Parent Category: Kansas State History Articles
Category: Kansas People
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Kansas Belonged to the Indians 

During the years when the white men were traveling back and forth across Kansas they were not making settlements here. The country remained in the undisputed possession of the Indians. The white men did not want it as yet. They looked upon these vast prairies, not as a resource, but as so much land to be crossed in reaching places farther west. But changing conditions in the states east of the Mississippi River made people begin to look upon Kansas in a different light. The country there was becoming thickly settled and the people wanted the lands of the eastern Indians.


Removal of Eastern Indians to Kansas 

Soon after the Louisiana purchase was made people began to talk of an Indian reserve, of a state set aside for the Indians, and it was believed that these western prairies would be useful for such a purpose. Nothing definite was done, however, until 1825, when the National Government began the "removal policy." The eastern part of Kansas was occupied by two tribes of Indians, the Kanzas, or Kaws as they are often called, north of the Kansas River, and the Osages south of it. In 1825 the National Government made treaties with these two tribes. Under the provisions of these treaties each tribe retained only a small part of its territory, the rest being ceded to the Government. In return, the Indians were to receive certain annual payments and were to be supplied with cattle, hogs, and farming implements. The Government was also to provide them with blacksmiths and with teachers of agriculture. With these two tribes restricted to their reservations, a large part of eastern Kansas was left to be apportioned into reservations for Indians from the East.

In 1830 Congress passed an act setting aside an Indian country, which included eastern Kansas. Then the removal policy was carried out. Under this arrangement the Government made treaties with the various eastern tribes by which they gave up their lands in exchange for certain tracts in the Indian country. The Shawnees had come in 1825, and during the ten or twelve years following 1830 about seventeen tribes were located on reservations in Kansas. Among these were the lowas, Sacs and Foxes, Kickapoos, Delawares, Chippewas, Pottawatomies, Wyandottes, and Miamis. By 1850 there was not a tribe left east of the Mississippi River. The Indians had all been moved to these western plains, and no white man could settle on any of the reservations without the consent of the Indians.

Indians Removed from Kansas 

According to the treaties the Indians were promised their land "so long as grass should grow or water run." But it soon developed that the white men wanted Kansas also. In 1854 we find the tribes being again transferred, this time to the Indian Territory, now Oklahoma, where the remnants of the various tribes still remain.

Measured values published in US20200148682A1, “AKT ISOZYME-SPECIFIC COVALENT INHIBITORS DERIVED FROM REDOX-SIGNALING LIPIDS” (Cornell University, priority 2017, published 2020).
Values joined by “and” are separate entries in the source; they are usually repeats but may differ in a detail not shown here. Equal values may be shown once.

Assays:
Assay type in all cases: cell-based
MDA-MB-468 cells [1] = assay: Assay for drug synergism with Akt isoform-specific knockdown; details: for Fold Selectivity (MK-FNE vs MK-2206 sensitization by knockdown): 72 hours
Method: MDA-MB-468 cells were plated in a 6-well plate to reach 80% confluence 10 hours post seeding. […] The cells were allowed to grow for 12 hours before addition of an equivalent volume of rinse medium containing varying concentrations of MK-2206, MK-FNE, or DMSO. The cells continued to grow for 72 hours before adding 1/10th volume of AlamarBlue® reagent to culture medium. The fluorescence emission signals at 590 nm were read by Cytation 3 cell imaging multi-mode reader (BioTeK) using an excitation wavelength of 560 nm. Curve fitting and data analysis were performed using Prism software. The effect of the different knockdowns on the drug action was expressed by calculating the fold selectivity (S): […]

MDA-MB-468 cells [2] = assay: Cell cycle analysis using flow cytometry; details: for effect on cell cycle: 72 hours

Although Kansas was not used during those early years to make homes for white settlers, a few hundred people came here. They were of three different classes; fur traders, missionaries, and soldiers.

The Fur Traders 

It is impossible to say when the first hunters and trappers came to these western plains, for they were generally obscure men and little was known of their comings and goings, but they were the real pathfinders of the West. There are records of fur traders here in the very early years of the nineteenth century, and they gradually went farther and farther into the vast wilderness. The streams of travel across Kansas in the '40's followed paths that had been pointed out by the fur traders.

The fur companies established many trading posts, which served as forts for protection against the Indians and as places to which hunters and trappers could bring their furs. Some of the hunters and trappers were employed by the fur companies, and others worked independently. Many Indians also engaged in this trade, and often they were given tobacco, whisky, and weapons in exchange for their furs. In this way much of the work of the missionaries was undone. In the earlier years the hunters and trappers found many kinds of wild animals in Kansas: the buffalo, the wolf, the fox, the deer, the elk, and the antelope, and along the streams the beaver, the otter, the mink, and the m u s k r a t. Later the main supply of furs came from the mountains, and the whole fur trade gradually moved west of what is now Kansas. Father Padilla, the First Missionary in Kansas. The attempt to civilize the Indian began in the days of the early explorers, and it was on' Kansas soil that the first missionary's life was lost in the cause. This man was Father Padilla, a Jesuit, who came with Coronado on his journey to Quivira. Father Padilla became much interested in the Quivira Indians and remained to do missionary work among them. His preaching was of short duration, however, for he was soon killed, whether by the Quiviras or some other tribe is not known.